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The sci-fi romance The Space Between Us paints a scenario that could definitely be possible.

Set in the not-too-distant future, the film shows how humans are now able to journey to Mars and set up a livable colony on the planet. A conundrum arises, however, when a female astronaut discovers she’s pregnant and gives birth to a son on Mars. Now, 16 years later, the orphaned Gardner (Asa Butterfield) is a teenager filled with questions, particularly after he falls for an Earth girl named Tulsa (Britt Robertson), who he has been conversing with online. When he is finally cleared to travel to Earth for the first time, he experiences the wonders of the planet through fresh eyes and embarks on an adventure to find Tulsa and discover how he came to be.

At the recent press day, Butterfield and Robertson spoke with us about their love story, the challenges of playing someone born in zero gravity and more.

Q: Asa and Britt, was this a backstory about how you guys began chatting online or did you come up with your own thing?

Asa Butterfield: I guess it was just two kids (who are) kind of bored and they find this foster home chat. My username was “Spaceman247” which is appropriate; she didn’t get the thing that I was from New York.

Britt Robertson: I was like, “This guy is just spaced out? I don’t get it.” Yeah and “Tulsanator246” was really interested in this guy who seemed a little out there, and he wasn’t rooted out there in the world. All of the things that plague our mind became so big but are really just kind of meaningless. I think that did a big part of her draw to… after meeting him and her (desire) to explore this friendship, relationship, whatever. He’s someone she’s never really met before and I do think it served her well, you know? It got her out of her shell and gave her a way to be open, kind, and vulnerable with someone, which she’s never really had.

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Q: Brit, you are playing a teenager, but you’re older than Asa who is an actual teenager. How do you make chemistry at the same age, and how do you play that age group?

BR: Yes, I’ve not been a teenager for a very long time, but I think for me it’s never really like, “What age is this character?” I don’t really look at it that way. When I look and read material, it’s all about what journey this character is going on. How can I serve this character? What’s interesting or fascinating about it to me? I never really looked at it from an age point of view.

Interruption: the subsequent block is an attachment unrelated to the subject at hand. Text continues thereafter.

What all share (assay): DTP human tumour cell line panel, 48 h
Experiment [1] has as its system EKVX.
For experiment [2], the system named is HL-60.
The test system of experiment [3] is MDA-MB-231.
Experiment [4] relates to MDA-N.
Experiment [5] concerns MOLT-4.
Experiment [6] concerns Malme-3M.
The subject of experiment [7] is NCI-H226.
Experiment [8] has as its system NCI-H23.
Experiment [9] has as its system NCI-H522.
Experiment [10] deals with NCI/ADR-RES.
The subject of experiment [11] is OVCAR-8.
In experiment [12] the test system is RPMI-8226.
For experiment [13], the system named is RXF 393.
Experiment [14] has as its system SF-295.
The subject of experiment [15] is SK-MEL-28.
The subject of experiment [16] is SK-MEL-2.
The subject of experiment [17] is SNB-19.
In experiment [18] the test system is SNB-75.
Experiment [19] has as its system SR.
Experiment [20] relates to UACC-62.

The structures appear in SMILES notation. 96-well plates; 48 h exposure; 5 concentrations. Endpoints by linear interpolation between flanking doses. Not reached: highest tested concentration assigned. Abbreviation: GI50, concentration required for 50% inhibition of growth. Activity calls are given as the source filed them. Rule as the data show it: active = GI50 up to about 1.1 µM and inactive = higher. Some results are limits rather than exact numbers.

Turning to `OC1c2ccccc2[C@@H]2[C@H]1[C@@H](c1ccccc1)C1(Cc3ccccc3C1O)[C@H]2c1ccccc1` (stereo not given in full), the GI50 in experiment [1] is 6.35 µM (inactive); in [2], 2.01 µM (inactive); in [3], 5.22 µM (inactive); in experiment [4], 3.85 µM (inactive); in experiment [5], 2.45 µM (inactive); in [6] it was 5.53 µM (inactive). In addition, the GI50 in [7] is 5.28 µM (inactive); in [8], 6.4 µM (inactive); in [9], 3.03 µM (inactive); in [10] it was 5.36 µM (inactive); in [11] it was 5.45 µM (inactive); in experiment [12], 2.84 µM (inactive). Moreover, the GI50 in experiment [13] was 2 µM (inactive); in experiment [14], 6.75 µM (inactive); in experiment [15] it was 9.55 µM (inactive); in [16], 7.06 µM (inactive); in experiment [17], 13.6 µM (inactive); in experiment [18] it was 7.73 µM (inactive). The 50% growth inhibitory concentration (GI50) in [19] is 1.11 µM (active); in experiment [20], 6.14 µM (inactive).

I don’t think Tulsa (Britt Robertson’s character) is really a teenager. She’s had to be an adult for a really long time. She’s had to take care of herself. She’s had to figure out where she’s going to live, and pay her mortgage or gas. She thinks like an adult. There’s this dynamic where she’s almost parenting him in some ways. There’s this very specific kind of thing where she’s teaching him about the world (saying), “Get it together, these are people. Why are you doing it this way? Why aren’t you being human?”

Inversely at the very end of the film, you realize he’s done the very same thing for her. He’s been able to teach her about the beauty of life and all of the things you can appreciate. (Our age difference) I think really helps the dynamic. It’s not something I really pay attention to.

Q: Can you tell us about the similar traits that you share with your character?

Butterfield: I think me and Gardner are both quite interested in the natural world and are kind of fascinated by it, in lots of aspects. We both share a curiosity and a drive to see more of it, or explore it. I think that is probably the biggest thing we share.

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Q: Do you have an interest in space exploration in general?